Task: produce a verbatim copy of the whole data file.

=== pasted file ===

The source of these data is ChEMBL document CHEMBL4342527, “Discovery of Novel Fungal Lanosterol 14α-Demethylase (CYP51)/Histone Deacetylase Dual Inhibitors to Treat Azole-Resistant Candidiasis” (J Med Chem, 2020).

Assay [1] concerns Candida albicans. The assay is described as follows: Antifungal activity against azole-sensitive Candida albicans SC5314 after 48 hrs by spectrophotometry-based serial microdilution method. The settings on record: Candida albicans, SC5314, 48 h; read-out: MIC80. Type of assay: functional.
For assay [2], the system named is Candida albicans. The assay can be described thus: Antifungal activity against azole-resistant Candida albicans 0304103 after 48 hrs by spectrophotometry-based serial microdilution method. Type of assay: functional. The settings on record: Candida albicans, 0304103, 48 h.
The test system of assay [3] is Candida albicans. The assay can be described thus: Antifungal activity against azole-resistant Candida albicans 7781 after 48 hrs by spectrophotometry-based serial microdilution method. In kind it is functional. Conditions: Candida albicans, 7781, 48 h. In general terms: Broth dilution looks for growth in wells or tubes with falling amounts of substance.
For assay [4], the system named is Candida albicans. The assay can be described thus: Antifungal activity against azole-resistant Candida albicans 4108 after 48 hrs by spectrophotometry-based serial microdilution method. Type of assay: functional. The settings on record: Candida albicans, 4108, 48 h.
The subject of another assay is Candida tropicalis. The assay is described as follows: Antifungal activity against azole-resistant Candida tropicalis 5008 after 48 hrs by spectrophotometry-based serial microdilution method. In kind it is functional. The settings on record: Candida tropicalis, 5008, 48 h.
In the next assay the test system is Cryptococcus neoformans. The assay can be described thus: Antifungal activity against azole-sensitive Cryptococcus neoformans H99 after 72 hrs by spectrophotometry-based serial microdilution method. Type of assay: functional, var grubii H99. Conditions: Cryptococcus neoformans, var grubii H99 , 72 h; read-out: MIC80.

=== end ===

The source of these data is ChEMBL document CHEMBL4342527, “Discovery of Novel Fungal Lanosterol 14α-Demethylase (CYP51)/Histone Deacetylase Dual Inhibitors to Treat Azole-Resistant Candidiasis” (J Med Chem, 2020).

Assay [1] concerns Candida albicans. The assay is described as follows: Antifungal activity against azole-sensitive Candida albicans SC5314 after 48 hrs by spectrophotometry-based serial microdilution method. The settings on record: Candida albicans, SC5314, 48 h; read-out: MIC80. Type of assay: functional.
For assay [2], the system named is Candida albicans. The assay can be described thus: Antifungal activity against azole-resistant Candida albicans 0304103 after 48 hrs by spectrophotometry-based serial microdilution method. Type of assay: functional. The settings on record: Candida albicans, 0304103, 48 h.
The test system of assay [3] is Candida albicans. The assay can be described thus: Antifungal activity against azole-resistant Candida albicans 7781 after 48 hrs by spectrophotometry-based serial microdilution method. In kind it is functional. Conditions: Candida albicans, 7781, 48 h. In general terms: Broth dilution looks for growth in wells or tubes with falling amounts of substance.
For assay [4], the system named is Candida albicans. The assay can be described thus: Antifungal activity against azole-resistant Candida albicans 4108 after 48 hrs by spectrophotometry-based serial microdilution method. Type of assay: functional. The settings on record: Candida albicans, 4108, 48 h.
The subject of another assay is Candida tropicalis. The assay is described as follows: Antifungal activity against azole-resistant Candida tropicalis 5008 after 48 hrs by spectrophotometry-based serial microdilution method. In kind it is functional. The settings on record: Candida tropicalis, 5008, 48 h.
In the next assay the test system is Cryptococcus neoformans. The assay can be described thus: Antifungal activity against azole-sensitive Cryptococcus neoformans H99 after 72 hrs by spectrophotometry-based serial microdilution method. Type of assay: functional, var grubii H99. Conditions: Cryptococcus neoformans, var grubii H99 , 72 h; read-out: MIC80.